When a pregnancy goes wrong, it can go really wrong. In this moment of desperate uncertainty, Anne called out to God.
Mum and dad did used to go to church. And when they split, they didn't go to church any longer. Mum gave me up and I went to live with my nana. Then mum ended up meeting someone else and she got pregnant, and she had twin girls. I struggled with that, her giving me up and then having another two and keeping them.
So, I went out and I did drugs. Did all that lifestyle. I got in a bad relationship. He beat me up. He was a drug dealer too, so I took the beating I suppose. In the end, I did get away from it. But I carried on with the drug scene. It was a comfort.
I was a manager at McDonald's, and I met a guy there. We started dating and we lived together quite a while. Then I decided that I wanted to have a baby. I had two miscarriages. Then I finally got pregnant. I got to 27 weeks pregnant when, in the early hours one morning, I woke up and I was in agony, so much pain. We went to the hospital, and they checked me and they said, "Oh no, your baby's coming." I was in the bed, and the pain just was so unbearable.
Later on in the day, I started vomiting up straight black. And I was like, “Whoa, something's seriously wrong.” It was completely black. I've never seen anything like it. Suddenly, I had doctors and nurses all in the room. They felt around my side, it was quite tender, really sore. So, they decided that there was something else wrong. It wasn't actually to do with me being pregnant. So, they decided there was going to be surgery. I knew I was in trouble when my family had to come up.
I got taken into surgery. I remember before surgery, I had to sign a piece of paper. It was to do the surgery, but it was also for Lara. If they had to take her out, there was a big chance that she wouldn't survive. Getting told that she might not survive was unbearable. I had another nurse, she was really good. She said, "I had mine at 27 weeks." She gave me a bit of encouragement and said, "She'll be fine, she will survive. Things will work out."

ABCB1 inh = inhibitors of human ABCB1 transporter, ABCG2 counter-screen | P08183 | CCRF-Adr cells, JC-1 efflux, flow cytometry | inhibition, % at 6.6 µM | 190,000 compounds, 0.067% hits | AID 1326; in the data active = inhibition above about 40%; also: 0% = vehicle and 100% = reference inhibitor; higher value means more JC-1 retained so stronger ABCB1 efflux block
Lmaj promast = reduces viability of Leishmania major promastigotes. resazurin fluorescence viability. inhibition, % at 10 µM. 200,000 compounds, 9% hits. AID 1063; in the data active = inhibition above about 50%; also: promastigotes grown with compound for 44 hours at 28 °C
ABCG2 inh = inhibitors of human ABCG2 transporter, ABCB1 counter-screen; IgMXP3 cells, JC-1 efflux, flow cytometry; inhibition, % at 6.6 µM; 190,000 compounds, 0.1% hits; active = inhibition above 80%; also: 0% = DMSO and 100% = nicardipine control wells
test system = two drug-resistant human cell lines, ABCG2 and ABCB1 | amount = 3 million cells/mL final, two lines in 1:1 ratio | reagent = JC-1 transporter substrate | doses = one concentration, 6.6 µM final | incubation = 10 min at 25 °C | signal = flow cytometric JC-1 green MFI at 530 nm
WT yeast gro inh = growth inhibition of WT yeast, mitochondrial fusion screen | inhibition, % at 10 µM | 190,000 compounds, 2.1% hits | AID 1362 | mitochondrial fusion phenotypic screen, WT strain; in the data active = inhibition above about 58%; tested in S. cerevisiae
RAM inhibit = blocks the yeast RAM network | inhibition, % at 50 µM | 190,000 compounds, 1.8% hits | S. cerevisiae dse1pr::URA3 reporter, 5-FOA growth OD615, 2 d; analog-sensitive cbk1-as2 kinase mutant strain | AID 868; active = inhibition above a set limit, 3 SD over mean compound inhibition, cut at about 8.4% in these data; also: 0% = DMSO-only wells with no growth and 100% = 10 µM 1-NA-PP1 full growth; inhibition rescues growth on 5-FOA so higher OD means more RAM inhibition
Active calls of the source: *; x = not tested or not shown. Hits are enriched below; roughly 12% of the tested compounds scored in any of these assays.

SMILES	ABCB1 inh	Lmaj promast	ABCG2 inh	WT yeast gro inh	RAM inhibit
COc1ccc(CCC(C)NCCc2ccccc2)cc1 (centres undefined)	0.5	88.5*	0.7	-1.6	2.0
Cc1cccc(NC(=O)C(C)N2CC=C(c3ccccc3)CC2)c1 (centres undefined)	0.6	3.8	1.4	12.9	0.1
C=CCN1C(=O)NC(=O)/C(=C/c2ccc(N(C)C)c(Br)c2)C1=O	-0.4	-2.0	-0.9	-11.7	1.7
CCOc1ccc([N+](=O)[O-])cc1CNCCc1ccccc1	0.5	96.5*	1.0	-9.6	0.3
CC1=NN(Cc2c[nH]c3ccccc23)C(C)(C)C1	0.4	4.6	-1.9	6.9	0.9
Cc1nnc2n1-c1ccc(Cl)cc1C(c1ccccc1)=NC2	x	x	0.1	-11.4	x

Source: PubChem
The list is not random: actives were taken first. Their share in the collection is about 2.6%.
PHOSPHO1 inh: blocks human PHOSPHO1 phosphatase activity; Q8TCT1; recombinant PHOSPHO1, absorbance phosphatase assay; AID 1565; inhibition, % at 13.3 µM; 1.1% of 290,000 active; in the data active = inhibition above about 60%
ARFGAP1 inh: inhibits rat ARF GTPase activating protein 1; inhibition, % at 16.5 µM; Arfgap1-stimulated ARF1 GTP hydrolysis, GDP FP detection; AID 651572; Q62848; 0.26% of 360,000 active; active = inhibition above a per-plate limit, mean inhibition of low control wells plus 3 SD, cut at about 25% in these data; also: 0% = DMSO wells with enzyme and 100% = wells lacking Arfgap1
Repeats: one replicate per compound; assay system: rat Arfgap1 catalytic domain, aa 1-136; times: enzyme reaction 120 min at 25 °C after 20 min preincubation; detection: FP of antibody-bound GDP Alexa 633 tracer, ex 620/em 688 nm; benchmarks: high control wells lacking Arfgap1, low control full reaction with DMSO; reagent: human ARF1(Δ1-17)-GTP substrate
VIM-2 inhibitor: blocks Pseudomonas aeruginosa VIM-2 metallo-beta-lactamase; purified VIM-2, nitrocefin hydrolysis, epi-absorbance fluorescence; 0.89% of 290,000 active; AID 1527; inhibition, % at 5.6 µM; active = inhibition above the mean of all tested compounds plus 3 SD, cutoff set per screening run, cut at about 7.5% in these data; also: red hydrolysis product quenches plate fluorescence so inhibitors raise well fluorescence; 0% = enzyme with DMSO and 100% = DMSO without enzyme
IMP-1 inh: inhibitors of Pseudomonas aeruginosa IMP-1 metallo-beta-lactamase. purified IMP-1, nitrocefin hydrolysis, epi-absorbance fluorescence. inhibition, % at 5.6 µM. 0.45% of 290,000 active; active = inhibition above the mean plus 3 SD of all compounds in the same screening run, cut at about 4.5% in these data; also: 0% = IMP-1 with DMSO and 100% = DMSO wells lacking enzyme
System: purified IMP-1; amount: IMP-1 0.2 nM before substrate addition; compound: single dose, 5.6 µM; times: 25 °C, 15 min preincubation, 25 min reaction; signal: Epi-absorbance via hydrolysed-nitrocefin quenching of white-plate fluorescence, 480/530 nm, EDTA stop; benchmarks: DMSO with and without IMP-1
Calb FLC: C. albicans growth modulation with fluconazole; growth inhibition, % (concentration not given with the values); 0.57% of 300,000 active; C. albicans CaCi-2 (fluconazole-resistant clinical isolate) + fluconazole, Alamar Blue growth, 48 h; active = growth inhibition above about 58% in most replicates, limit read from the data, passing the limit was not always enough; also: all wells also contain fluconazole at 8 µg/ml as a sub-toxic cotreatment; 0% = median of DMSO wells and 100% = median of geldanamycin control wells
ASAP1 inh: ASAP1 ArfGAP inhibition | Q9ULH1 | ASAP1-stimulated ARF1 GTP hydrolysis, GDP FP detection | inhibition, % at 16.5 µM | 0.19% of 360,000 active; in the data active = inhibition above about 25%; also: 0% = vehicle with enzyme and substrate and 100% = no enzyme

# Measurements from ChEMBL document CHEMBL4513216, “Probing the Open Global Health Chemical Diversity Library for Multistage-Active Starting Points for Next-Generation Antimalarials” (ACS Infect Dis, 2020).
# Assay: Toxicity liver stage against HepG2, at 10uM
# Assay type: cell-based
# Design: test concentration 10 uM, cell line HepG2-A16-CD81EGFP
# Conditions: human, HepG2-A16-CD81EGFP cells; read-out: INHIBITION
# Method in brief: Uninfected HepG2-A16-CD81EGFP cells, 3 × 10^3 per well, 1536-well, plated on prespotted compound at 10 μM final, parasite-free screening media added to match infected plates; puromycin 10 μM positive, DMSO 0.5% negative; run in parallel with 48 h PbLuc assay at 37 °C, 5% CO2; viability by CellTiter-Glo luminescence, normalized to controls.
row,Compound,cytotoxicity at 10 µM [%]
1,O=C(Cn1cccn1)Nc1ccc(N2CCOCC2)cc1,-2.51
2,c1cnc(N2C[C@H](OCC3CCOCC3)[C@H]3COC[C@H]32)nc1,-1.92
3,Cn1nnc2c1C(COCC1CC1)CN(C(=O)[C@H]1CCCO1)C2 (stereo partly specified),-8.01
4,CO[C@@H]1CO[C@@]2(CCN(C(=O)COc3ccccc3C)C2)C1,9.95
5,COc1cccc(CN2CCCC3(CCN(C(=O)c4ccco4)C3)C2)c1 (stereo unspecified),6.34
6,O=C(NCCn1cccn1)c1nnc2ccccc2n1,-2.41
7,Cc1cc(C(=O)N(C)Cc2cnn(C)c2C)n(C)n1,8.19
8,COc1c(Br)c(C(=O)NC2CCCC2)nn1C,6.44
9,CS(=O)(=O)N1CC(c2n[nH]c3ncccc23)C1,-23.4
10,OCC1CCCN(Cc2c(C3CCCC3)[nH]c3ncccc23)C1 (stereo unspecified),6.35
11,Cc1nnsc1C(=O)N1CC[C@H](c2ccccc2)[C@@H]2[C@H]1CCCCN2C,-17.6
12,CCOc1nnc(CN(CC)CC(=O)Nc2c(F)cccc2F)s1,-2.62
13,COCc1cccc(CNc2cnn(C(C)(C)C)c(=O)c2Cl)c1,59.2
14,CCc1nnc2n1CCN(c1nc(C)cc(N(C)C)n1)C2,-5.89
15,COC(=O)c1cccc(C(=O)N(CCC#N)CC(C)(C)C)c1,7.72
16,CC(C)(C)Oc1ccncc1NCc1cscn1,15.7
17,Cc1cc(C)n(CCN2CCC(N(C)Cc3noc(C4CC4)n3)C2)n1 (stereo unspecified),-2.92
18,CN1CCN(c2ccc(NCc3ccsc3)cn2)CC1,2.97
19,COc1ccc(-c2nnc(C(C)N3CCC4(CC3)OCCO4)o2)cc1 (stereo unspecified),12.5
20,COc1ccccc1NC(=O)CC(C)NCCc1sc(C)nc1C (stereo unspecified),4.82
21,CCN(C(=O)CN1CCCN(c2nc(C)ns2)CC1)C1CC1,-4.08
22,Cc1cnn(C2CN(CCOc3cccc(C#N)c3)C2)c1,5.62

So I signed the piece of paper. I don't think I really wanted to. I also decided then I had to pray. I wanted her to survive. I knew I was in trouble. I wasn't living right and stuff. I knew where I was gonna go if I didn't make it out of that operation alive. So I just prayed to myself, “If I do make this out and my wee girl is safe, I will come back to church, and serve the Lord again.”
After the operation, I don't really remember lots, but my nana said that I'd come out of the operation, and they'd showed me a scan. They showed me that wee Lara was okay. I don't remember, but Nana told me I was so happy that they managed to keep her inside of me.
So what was wrong was I had two appendices and it ruptured my bowel. And with me being so full on pregnant, that's what caused it all. It's not a very common thing. It did work out well. And I know Nana and my family were really good.
It was my uncle that gave me a call one day. He said, "Are you gonna come back to church?" So I went back when I think Lara was about one, one and a half. And I never looked back. I gave up drugs about three years ago. Now I've got my wee girl, Lara, which is awesome, and I have another wee girl.
I know God's been there the whole way through for me, because I've survived through quite a bit that I probably shouldn't have. I haven't had the parents there, and it's been hard, but I have got there because I know God is there with me.
I want to be the best mum to my kids. And I want to bring them up the way my nana and uncle brought me up in the church. I want them to love God. I want to be able to show them what I went through, so they can help other people as well.
Let God in and, in your times of struggle, just cry out to Him, because He is there. He does listen to you. He knows when we're hurting, when we're struggling. Cry out to Him, and He will comfort you.